Warmer In the West, More Average Farther East In July

Temperatures are forecast to be slightly above normal across portions of the Pacific Northwest, Great Basin, Intermountain West, Desert Southwest, and southern Rockies during the month of July. Monthly cooling degree day totals are projected to be higher the average by between 30 and 60 and energy costs with respect to cooling will likely be on the rise across these regions of the United States in July.

Temperatures are expected to be closer to average throughout much of the central and eastern United States. Parts of the northern Plains and upper Midwest have the best chance at seeing slightly below normal temperatures in July with a deficit of cooling degree days of between 20 and 40 predicted. There are some indications that the NAO (North Atlantic Oscillation) may become negative sometime during the month of June. If this occurs and the negative NAO trend persists into July, there is the possibility that below normal temperatures could spread farther into parts of the Midwest, Great Lakes, and Northeast. However, too much uncertainty exists in this outcome at this point to include this in the July temperature outlook.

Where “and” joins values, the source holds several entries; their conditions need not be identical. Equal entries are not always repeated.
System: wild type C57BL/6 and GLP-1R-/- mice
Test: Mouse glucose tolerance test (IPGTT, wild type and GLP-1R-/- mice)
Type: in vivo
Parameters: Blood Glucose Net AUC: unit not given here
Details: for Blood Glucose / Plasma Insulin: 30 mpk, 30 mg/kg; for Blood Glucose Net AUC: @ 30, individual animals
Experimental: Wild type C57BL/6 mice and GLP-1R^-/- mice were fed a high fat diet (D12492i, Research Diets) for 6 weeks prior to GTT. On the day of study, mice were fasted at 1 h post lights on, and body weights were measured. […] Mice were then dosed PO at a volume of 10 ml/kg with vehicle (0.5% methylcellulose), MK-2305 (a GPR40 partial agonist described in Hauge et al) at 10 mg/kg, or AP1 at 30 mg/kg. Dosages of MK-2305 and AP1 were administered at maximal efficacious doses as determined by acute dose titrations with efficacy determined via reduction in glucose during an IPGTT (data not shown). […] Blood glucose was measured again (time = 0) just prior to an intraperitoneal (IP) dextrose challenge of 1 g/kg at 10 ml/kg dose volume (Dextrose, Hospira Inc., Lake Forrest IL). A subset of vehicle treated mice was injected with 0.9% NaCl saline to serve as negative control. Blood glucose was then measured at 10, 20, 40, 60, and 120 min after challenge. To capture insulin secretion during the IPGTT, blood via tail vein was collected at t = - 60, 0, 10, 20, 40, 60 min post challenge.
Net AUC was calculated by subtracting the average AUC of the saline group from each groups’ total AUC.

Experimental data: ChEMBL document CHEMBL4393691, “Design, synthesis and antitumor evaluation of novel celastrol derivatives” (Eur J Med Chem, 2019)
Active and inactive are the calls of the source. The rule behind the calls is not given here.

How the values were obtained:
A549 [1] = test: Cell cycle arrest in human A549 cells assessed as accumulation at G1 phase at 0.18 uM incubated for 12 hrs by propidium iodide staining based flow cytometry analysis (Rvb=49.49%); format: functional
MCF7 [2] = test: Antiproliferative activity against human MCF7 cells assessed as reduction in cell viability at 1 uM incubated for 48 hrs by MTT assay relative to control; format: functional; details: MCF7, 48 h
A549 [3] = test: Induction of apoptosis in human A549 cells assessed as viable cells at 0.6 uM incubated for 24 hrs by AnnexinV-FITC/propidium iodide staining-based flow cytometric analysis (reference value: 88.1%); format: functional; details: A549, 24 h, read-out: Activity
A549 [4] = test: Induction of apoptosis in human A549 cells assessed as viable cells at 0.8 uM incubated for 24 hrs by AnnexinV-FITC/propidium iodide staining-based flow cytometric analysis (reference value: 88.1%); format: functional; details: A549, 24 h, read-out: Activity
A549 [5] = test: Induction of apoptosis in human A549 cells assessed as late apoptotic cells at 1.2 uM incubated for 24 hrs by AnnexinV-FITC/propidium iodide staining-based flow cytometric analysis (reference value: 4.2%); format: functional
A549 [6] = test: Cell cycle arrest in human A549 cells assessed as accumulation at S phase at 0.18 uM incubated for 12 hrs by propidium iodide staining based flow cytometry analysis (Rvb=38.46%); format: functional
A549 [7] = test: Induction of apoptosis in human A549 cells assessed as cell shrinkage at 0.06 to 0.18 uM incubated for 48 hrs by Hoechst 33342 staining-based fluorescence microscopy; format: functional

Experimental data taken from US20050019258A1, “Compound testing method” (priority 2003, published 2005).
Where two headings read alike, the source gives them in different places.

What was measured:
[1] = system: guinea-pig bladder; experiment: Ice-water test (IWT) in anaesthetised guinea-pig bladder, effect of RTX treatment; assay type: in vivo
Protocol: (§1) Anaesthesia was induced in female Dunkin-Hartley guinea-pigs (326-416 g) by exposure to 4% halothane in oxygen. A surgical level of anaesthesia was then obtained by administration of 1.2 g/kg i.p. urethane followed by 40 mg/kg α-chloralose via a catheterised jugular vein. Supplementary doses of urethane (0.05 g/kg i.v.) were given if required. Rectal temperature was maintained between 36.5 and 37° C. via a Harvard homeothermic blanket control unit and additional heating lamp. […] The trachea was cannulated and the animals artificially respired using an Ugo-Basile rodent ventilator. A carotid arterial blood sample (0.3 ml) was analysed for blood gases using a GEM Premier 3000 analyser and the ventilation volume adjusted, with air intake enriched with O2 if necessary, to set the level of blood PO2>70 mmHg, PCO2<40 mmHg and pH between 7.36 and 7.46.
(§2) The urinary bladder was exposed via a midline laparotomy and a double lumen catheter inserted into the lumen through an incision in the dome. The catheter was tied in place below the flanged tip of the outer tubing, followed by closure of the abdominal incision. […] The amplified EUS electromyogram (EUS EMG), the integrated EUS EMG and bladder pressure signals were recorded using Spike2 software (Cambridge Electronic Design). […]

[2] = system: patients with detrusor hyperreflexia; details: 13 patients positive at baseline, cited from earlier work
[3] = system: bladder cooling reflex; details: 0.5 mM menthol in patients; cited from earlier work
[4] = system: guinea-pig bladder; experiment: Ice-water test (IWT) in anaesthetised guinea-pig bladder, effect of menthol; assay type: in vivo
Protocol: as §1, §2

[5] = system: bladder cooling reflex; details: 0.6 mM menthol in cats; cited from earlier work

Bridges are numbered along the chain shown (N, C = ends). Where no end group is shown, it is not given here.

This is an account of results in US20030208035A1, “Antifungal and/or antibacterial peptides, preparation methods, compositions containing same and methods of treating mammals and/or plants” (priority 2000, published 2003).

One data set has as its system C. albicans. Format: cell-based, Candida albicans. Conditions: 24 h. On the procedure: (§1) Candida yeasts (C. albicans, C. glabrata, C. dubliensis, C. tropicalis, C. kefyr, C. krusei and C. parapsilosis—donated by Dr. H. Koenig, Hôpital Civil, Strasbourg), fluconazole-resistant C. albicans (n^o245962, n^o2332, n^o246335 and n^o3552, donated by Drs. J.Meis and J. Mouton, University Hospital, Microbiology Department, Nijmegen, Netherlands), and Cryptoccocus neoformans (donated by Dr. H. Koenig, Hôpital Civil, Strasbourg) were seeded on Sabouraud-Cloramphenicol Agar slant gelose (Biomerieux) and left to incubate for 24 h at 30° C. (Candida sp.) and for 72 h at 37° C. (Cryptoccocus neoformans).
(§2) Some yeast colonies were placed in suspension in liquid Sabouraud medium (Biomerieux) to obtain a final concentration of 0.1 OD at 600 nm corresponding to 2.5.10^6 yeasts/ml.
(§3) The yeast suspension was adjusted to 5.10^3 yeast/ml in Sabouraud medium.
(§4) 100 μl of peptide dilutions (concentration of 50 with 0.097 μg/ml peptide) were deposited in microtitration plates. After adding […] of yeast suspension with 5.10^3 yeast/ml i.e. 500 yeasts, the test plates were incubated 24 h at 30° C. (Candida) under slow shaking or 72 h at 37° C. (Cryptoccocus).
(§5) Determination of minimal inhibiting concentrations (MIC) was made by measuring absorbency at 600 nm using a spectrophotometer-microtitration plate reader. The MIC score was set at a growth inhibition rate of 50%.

As for the ENSO phase, it has now completed the transition from a weak La Nina to a neutral phase. This neutral phase is forecast to persist through fall with a possible transition to an El Nino phase during the winter months.


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